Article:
Glucose-lowering drugs pose no risk of severe hyponatremia
Use of glucose-lowering medications appears to have neutral effects on the risk of hospitalization due to severe hyponatraemia, with a recent study even showing an inverse association across all investigated drugs.
The study involved 14,359 hospitalized patients with hyponatraemia and 57,383 matched controls without the condition. The median age of the overall population was 76 years, and 72 percent were women.
More patients than controls had been recently dispensed a glucose-lowering medication (10.1 percent vs 7.5 percent). The most frequently prescribed were metformin (n=3,027), insulin (n=2,510) and sulfonylureas (n=1,359).
In unadjusted logistic regression models, the use of glucose-lowering medications was associated with a higher risk of hospitalization due to hyponatraemia compared with nonuse. The odds ratios (ORs) were 1.41 (95 percent confidence interval [CI], 1.29–1.54) with insulins, 1.38 (95 percent CI, 1.27–1.50) with metformin and 1.22 (95 percent CI, 1.07–1.38) with sulfonylureas.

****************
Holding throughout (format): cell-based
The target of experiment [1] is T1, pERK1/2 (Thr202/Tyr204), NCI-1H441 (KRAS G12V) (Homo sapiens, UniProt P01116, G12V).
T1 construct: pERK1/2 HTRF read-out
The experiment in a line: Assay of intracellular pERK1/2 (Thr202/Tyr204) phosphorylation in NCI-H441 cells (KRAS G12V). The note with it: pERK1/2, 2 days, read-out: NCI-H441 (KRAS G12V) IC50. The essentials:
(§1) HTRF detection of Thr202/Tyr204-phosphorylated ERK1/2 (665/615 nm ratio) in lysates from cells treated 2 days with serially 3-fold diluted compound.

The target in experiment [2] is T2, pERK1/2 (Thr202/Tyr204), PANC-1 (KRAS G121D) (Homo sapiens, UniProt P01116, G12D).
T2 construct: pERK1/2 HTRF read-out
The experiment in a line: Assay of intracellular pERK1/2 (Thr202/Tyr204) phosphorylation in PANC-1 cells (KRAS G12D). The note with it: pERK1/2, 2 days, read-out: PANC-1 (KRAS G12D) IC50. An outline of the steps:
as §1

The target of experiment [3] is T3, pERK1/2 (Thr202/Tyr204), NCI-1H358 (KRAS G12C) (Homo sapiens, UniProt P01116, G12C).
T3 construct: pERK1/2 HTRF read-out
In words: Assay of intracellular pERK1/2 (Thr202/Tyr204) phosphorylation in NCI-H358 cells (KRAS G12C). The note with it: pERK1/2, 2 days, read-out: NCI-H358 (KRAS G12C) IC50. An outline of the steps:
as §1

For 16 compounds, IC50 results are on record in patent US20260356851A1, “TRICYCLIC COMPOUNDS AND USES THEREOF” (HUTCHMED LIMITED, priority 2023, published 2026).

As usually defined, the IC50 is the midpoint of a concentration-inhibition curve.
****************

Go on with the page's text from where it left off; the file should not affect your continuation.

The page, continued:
However, on multivariable analysis that controlled for confounding factors, the association was consistently reversed. The adjusted ORs for hospitalization due to hyponatraemia was 0.63 (95 percent CI, 0.58–0.68) with any glucose-lowering medication, 0.58 (95 percent CI, 0.52–0.65) with insulins, 0.81 (95 percent CI, 0.72–0.90) with metformin and 0.81 (95 percent CI, 0.69–0.94) with sulfonylureas.
The estimates for newly initiated medications were generally higher, whereas those for ongoing treatment were further decreased. The adjusted ORs associated with ongoing treatment with insulins, metformin and sulfonylureas were 0.54 (95 percent CI, 0.48–0.61), 0.82 (95 percent CI, 0.73–0.91) and 0.78 (95 percent CI, 0.66–0.92), respectively.
Researchers pointed out that pharmacologic mechanisms may have mediated the associations observed, but the uniform effects across drug-classes suggest that properties of the diabetic disease are of importance.